Am I a Sex Worker?

During a previous community Zoom discussion about Netflix’s Sex, Love and Goop, I commented that I thought Sexological Bodywork was somewhere on the continuum of Sex Work, whereas others thought that it sits more with Counselling and Psychotherapy. So, which is right?!

Today I want to explore this question!

What Ideas Do People Have About Sexological Bodywork?

A friend of mine who’s a qualified, practising counsellor, says that sex workers basically do the same job as they do.

During my Sexological Bodywork (SB) training, one teacher stated that SB is sex work, and the other teacher disagreed and said it wasn’t. On the other hand, some people align SB more closely with psychotherapy, as if it’s talking therapy with added somatics and touch.

Some people feel it lies closer to traditional sex work services, with added education and an evidence-based approach, whereas some people feel it’s a more secular version of Tantra.

Sometimes, the public and clients think (or perhaps hope) that sexological bodywork services are a shop window/cover-up for an escort service or sexual massage.

Sometimes clients want and need a sexual service and approach a sexological bodyworker because it feels more legitimate and less stigmatised. Some SB/Somatic Sex Educators (SSEs) are also trained counsellors, psychotherapists, midwives and social workers. And some SB/SSEs are not.

Some SB/SSEs also offer, or have offered, other services outside of the scope and code of conduct of SB/SSE. This might include two-way touch, sexual surrogacy, full-service sex work or erotic entertainment — including camming, dancing and porn acting.

one way touch massage

Some practitioners want to offer a combination of talking therapy, somatic sex education and bodywork, and feel frustrated that the counselling profession makes this difficult or impossible.

So, as you can see, this is a big question, with a complicated background!

What big stuff is around when we ask this question and try to work out this puzzle? Here are some thoughts (mainly from a UK perspective and while acknowledging the limits of my own identity and experience).

Why Do We Need to Have an Answer?

People seem to have an interest in knowing where in our society and the commercial marketplace SB/SSE is positioned. This question reminds me of the need that mainstream society has to know if someone is a man or a woman before interacting with them.

The question of whether SB/SSE is sex work is often tinged with anxiety, especially for potential clients, and they have a strong need to understand who and what they are engaging with. This is often based on genuine concerns about things being safe, ethical and in some cases, legal.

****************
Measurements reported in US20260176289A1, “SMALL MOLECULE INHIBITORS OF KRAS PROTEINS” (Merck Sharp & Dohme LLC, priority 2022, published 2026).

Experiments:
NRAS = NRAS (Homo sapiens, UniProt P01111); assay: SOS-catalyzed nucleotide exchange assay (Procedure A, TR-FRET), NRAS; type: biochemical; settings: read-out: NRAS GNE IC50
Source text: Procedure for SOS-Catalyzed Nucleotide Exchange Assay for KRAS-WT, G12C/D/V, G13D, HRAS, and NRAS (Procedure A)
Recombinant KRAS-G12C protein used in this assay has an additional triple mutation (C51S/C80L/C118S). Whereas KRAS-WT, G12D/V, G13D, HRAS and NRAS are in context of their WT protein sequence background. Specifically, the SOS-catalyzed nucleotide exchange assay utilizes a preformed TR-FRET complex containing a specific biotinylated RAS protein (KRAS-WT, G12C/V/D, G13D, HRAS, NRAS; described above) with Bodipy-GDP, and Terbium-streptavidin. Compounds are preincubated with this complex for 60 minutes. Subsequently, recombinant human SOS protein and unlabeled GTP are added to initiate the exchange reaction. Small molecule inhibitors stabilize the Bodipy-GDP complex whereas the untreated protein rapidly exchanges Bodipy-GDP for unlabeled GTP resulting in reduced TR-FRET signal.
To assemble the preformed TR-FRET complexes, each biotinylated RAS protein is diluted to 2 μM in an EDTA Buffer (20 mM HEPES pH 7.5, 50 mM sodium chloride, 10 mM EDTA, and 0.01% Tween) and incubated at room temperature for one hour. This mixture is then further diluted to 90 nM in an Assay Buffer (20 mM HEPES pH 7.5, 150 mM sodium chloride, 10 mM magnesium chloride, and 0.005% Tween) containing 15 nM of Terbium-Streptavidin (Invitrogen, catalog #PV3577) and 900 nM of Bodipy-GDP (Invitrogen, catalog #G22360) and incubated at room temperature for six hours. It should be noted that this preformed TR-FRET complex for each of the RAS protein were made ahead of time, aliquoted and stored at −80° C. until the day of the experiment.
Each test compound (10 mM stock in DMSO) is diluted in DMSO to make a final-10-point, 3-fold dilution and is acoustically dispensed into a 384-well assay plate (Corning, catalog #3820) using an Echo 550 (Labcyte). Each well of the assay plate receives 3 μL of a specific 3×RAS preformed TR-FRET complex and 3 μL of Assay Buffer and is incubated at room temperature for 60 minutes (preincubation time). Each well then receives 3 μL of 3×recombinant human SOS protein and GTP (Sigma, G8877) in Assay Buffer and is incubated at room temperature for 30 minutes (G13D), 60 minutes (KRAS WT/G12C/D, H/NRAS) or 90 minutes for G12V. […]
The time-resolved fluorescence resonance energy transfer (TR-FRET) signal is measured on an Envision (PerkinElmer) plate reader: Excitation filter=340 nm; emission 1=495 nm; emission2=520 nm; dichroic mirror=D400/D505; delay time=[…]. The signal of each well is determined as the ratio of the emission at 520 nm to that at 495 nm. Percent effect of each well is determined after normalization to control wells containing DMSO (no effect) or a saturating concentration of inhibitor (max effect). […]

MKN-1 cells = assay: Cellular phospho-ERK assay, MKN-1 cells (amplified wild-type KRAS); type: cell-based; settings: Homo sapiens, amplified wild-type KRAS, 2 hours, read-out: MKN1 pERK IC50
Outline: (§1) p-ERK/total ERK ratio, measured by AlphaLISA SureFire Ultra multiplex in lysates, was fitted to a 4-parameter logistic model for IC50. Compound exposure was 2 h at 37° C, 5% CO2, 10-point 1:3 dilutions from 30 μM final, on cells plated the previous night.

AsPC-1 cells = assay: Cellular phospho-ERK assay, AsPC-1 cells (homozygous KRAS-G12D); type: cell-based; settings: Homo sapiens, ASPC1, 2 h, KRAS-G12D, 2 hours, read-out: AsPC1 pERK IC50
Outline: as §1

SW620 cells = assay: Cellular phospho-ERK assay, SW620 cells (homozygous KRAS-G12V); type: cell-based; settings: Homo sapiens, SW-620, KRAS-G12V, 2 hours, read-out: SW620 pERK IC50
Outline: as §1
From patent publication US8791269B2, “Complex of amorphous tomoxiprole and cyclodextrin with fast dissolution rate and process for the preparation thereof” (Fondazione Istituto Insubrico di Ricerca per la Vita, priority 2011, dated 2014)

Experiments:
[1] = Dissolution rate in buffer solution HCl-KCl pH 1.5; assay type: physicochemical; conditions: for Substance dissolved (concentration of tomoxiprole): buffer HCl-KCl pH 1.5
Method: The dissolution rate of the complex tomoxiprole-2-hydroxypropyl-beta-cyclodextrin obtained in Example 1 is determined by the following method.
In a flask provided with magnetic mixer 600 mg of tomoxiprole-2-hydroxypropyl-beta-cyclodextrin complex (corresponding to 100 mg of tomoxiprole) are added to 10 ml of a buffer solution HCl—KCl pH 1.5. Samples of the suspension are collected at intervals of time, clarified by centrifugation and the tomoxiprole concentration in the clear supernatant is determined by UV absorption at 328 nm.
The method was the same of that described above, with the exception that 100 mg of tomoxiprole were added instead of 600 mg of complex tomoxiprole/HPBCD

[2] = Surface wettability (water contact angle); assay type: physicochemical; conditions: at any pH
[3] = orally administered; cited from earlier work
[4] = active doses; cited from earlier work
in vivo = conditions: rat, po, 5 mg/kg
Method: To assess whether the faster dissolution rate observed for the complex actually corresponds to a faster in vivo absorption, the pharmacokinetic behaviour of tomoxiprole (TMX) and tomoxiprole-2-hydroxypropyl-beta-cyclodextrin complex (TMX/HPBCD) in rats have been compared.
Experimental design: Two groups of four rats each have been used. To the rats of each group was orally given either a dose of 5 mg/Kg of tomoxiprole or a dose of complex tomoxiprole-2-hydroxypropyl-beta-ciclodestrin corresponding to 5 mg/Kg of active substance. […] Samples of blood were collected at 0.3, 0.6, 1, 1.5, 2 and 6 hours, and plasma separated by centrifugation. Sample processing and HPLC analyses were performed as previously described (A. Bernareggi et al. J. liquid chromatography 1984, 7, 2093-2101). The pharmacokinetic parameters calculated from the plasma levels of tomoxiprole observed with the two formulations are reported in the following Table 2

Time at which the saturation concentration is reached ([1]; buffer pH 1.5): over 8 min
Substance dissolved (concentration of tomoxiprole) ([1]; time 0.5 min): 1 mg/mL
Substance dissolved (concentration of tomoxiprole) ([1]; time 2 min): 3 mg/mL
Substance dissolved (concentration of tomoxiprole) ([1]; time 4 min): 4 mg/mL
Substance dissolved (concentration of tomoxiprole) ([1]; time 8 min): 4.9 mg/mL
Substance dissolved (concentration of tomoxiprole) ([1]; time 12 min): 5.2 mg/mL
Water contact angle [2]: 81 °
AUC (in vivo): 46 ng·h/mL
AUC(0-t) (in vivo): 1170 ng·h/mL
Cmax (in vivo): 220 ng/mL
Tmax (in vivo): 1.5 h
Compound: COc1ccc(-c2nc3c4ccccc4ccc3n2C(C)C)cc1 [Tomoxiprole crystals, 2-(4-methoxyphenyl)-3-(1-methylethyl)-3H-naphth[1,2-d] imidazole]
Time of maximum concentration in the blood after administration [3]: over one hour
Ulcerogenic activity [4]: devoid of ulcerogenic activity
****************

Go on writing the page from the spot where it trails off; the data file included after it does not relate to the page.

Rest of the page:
Even for people who are reasonably aware of pro-sex work arguments, this is still a topic that carries a lot of stigma and fear. ‘Sex worker’ is a loaded term, associated with many vivid and negative stereotypes and concerning myths/misunderstandings.

This includes SWERF (Sex Worker-Exclusionary Radical Feminist) ideology, sweeping generalisations and inaccurate conflation of all sex work with sexual exploitation and trafficking. Many people have never had any need to deconstruct their views and opinions on sex work (and may still be using words like ‘prostitute’).

How Does This Relate to My Work?

When I tell people about my work for the first time, sometimes I feel they want me to reassure them with “oh no, don’t worry, I’m not THAT”. However, I try to acknowledge that SB/SSE is in many ways a continuum of sex work.

I do this because if I simply distance myself, I feel this dishonours the lineage of sex workers and activists who have paved the way so that we could be here now.

I could distinguish myself from any perception of the stereotypical, seedy world people are imagining. But what I really want to critique and stand apart from, is non-consensual and exploitative activity, (which, let’s face it, exists in many workplaces and homes, not just in the realm of porn and sex work, and is always unacceptable).

As an SB/SSE, I have certainly been excluded and stigmatised in similar ways to sex workers. This involves not being allowed to be dual-trained as a therapist registered with professional bodies, and sometimes being excluded from other work or from hiring venues for our workshops.

When I’m communicating the high degree of safety, ethical practice and professionalism of my work, I do not make sweeping statements or infer that a sex worker or erotic masseur doesn’t do these things. I know that if they wouldn’t or couldn’t hold these standards, that could be because of wider cultural and social issues, such as workplace conditions and social issues intersecting with trauma. It’s important to be aware that this isn’t the fault of some flawed individual, or that sex work is somehow inherently worse than any other work under capitalism.